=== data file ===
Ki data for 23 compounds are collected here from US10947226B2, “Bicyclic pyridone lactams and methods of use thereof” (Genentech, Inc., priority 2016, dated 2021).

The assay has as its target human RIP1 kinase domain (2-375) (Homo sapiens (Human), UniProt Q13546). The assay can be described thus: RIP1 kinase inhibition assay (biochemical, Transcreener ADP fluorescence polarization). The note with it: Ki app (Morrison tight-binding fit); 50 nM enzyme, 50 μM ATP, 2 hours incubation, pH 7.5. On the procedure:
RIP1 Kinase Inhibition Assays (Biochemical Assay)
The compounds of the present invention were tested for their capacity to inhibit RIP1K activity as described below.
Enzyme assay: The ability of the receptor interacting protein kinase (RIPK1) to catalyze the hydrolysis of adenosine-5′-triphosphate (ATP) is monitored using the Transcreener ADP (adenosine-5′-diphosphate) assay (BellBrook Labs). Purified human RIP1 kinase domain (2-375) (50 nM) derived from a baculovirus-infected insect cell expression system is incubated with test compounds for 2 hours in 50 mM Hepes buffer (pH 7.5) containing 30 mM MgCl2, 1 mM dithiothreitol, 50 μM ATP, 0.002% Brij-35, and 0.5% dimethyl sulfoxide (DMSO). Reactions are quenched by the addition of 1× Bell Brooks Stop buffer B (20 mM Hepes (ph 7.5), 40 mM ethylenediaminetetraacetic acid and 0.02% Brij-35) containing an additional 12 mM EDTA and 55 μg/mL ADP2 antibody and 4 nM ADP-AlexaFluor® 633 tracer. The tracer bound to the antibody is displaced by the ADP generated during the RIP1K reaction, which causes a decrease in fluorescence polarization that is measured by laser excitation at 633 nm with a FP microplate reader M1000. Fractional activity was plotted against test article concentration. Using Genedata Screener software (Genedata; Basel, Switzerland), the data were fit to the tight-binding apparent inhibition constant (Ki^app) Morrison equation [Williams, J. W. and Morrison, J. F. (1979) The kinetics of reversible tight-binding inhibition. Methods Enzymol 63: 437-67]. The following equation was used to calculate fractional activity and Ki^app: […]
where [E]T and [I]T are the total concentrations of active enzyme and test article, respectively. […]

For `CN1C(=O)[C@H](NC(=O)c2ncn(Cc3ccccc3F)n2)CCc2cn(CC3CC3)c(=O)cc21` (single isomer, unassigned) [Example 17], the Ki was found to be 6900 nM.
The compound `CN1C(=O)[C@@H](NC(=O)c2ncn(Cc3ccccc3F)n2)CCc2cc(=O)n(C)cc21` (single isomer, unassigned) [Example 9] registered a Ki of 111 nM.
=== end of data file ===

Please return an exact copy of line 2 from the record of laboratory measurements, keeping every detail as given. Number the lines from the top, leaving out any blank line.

The assay has as its target human RIP1 kinase domain (2-375) (Homo sapiens (Human), UniProt Q13546). The assay can be described thus: RIP1 kinase inhibition assay (biochemical, Transcreener ADP fluorescence polarization). The note with it: Ki app (Morrison tight-binding fit); 50 nM enzyme, 50 μM ATP, 2 hours incubation, pH 7.5. On the procedure: